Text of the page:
I started writing because I wanted to put something out there that was entertaining but intelligent, and didn't follow a generic template for what a story should be. I don't like stories that tell you what to think or feel, and I'm tired of filler in books I read.
I had fun writing all of these stories, and I hope you enjoy reading them. I want to hear from you! Write me at email@example.com or find me at twitter.com/anabur
What is the greatest joy of writing for you?
Making a story be about whatever I want. That way it's exciting to write, and hopefully more enjoyable to read.
What do your fans mean to you?
Whoa, I have fans?! That's great news. I really write for my own enjoyment, but I'd like to think that eventually my books will reach a lot of people who'd enjoy them.
Powerful beings known as "gens" appear. They're tormented by an emptiness that is only relieved by finding the human who they feel an immediate kinship with and need to protect. A gen called Grace finds the one she seeks, a young man named Nathan. She must keep him close... even as her presence sends his life spiraling into chaos, and as humanity's fear of the gens puts them both at risk.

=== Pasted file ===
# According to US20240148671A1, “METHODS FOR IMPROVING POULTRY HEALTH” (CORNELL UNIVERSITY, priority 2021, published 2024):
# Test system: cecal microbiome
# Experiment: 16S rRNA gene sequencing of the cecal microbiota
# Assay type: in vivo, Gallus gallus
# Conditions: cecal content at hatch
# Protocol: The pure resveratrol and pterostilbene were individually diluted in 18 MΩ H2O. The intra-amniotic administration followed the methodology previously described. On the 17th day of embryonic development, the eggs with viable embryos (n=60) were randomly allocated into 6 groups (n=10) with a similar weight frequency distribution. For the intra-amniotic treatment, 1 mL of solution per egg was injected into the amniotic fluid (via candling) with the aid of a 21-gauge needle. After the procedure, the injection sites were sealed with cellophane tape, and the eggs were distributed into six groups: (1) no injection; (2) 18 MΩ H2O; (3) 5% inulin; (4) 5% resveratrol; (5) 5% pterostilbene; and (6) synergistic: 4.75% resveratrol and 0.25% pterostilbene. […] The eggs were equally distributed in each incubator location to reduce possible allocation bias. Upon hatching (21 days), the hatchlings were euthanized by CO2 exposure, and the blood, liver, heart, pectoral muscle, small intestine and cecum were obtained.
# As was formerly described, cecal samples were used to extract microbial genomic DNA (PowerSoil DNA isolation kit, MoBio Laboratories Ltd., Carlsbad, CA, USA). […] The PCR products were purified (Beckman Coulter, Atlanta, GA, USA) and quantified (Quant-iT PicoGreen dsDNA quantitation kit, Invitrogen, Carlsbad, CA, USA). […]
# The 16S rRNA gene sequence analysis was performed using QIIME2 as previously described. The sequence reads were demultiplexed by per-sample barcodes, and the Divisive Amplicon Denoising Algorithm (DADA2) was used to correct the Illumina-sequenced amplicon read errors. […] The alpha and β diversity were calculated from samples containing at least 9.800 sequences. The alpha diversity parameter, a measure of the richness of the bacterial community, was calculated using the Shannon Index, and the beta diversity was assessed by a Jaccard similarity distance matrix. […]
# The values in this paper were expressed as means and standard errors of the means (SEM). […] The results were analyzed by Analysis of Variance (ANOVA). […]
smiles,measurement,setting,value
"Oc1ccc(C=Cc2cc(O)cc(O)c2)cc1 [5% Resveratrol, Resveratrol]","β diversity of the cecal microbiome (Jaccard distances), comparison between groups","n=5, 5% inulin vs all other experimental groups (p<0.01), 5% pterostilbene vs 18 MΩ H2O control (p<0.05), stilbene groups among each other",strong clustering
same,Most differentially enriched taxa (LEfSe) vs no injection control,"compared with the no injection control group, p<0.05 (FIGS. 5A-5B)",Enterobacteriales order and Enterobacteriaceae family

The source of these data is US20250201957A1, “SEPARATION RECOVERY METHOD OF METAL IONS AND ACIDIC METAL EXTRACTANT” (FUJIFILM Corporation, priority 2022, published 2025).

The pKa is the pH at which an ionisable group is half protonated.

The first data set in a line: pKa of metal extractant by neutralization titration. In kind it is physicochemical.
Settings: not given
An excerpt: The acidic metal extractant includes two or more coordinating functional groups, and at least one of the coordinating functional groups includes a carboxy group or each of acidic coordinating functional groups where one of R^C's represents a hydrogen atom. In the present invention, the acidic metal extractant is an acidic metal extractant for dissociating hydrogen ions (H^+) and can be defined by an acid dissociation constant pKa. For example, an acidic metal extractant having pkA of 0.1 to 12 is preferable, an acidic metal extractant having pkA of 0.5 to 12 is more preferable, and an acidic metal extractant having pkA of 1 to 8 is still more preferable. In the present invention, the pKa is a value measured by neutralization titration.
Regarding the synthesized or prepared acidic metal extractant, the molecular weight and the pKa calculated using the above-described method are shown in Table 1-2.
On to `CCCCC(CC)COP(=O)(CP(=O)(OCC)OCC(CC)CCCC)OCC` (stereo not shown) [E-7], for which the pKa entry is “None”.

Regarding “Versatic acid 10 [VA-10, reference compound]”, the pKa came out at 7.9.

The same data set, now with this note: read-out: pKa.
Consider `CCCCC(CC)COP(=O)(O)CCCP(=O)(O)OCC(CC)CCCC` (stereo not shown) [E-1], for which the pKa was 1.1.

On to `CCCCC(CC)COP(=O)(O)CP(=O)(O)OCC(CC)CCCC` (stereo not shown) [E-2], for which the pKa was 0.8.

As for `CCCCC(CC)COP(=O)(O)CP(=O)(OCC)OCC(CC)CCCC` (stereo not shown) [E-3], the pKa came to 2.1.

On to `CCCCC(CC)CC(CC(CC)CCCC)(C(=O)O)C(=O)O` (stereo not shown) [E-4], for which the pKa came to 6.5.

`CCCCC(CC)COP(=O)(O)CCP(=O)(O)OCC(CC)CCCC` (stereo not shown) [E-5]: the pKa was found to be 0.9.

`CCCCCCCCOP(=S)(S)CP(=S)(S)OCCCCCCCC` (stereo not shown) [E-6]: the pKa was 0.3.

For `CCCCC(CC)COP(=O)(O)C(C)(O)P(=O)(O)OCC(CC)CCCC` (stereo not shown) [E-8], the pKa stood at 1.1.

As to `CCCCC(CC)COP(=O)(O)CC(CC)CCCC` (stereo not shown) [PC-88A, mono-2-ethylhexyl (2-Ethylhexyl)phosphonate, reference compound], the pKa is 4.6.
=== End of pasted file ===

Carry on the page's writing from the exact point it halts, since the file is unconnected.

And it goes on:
Nearly all life on Earth is eradicated by a goddess called Keti. She offers the survivors a luxurious life in her City, a place of advanced technology. At the City's center, Keti keeps a girl called the Empress isolated from humanity. When a group of rebels plans to kill the Empress, not even Keti herself can predict where events will lead in this surreal, dreamlike novel.
Read the first installment, "Alicia's Two Years: The First Six Months," for free before checking this one out!
Alicia's Two Years tells the story of a two-year period in the lives of Alicia and her friends. They're all in their early twenties and living life with no real plan for the future.
These short stories are set in a near future where people live their lives almost completely through virtual-reality.
Three main corporations have formed an alliance and bought out the debt-ridden government.
With nearly every job performed by bots, citizens spend their lives in a virtual-reality device called a VNi chair.
But if their entire life experience is simulated, are they really living?